For five days in the summer of 1966, Jim with Jerry Juhl, Frank Oz, Jerry Nelson, and Don Sahlin co-hosted The Mike Douglas Show, a popular daytime variety program that aired from 1963-1982. During his time on the show, Jim and his colleagues were able to showcase the full array of Henson entertainment in front of a live audience. They presented everything from puppetry performed in tandem with film animation, to samples of their commercial work, and even explanations of how some of the more complex puppets were designed and preformed. In between the sketches that they had already made popular like “Visual Thinking” and “Sclrap Flyapp,” the Muppets would perform musical numbers and talk with their very own guest stars like Carmel Quinn, the Mills Brothers, and Florence Henderson.
Hosting The Mike Douglas Show was a huge opportunity for the Henson gang to explore a range of material with an audience over a prolonged period. In contrast to other appearances made around this time, Jim wasn’t limited to eliciting a single, comedic response from the audience. Instead, he was able to delve into various social themes and psychological musings, like the “Idea Man” which used a floating puppet face superimposed over a filmed animation to explore the origin of ideas (this character “Limbo” was also utilized in the “Organized Brain”). This kind of creative freedom was seldom afforded in a brief guest appearance timeslot. He was also given the chance to experiment with the framework and structure of a full episode, determining how to interweave content like commercials and animations with musical numbers and skits. Taking advantage of the spontaneity that comes with filming before a live audience, Jim also cultivated unique moments like when Rowlf discovered that his mother was seated amongst the crowd in attendance.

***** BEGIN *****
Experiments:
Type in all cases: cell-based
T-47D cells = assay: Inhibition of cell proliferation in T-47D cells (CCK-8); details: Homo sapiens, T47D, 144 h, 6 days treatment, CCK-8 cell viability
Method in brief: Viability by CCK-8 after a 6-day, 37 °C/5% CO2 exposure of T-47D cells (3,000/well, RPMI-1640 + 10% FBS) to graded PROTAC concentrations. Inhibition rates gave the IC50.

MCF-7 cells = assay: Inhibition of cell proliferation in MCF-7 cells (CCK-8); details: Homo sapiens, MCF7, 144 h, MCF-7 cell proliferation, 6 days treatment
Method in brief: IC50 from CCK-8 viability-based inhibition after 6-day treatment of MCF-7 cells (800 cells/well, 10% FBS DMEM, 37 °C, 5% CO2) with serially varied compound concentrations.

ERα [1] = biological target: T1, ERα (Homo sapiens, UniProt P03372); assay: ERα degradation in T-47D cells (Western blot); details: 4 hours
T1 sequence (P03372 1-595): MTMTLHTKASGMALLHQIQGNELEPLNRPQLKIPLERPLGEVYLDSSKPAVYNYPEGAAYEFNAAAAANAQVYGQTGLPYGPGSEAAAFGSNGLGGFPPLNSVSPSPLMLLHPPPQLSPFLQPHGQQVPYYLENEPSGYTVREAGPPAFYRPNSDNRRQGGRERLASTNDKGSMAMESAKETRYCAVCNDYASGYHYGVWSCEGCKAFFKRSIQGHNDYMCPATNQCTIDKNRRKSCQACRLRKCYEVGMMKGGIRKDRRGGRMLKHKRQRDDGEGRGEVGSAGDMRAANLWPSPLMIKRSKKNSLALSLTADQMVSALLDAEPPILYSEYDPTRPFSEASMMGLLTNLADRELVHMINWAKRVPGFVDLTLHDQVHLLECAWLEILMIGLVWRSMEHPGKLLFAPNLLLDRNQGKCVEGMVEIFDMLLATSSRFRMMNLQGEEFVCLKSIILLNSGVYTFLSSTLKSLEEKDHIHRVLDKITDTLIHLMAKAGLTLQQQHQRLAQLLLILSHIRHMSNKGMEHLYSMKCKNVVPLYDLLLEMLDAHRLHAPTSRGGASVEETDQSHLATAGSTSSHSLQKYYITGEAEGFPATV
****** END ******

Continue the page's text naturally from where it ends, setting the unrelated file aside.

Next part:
Jim Henson appeared again on The Mike Douglas Show several times in the late 1960s and throughout the 1970s, but this first week of shows captures an important time in Jim Henson’s career, documenting his creative efforts in so many areas, and demonstrating the breadth of his talent and imagination. Fortunately, the Mike Douglas people hold recordings of most of his programs and have made the Jim Henson material available through The Jim Henson Legacy screenings. They are also in the collection of The Paley Center for Media.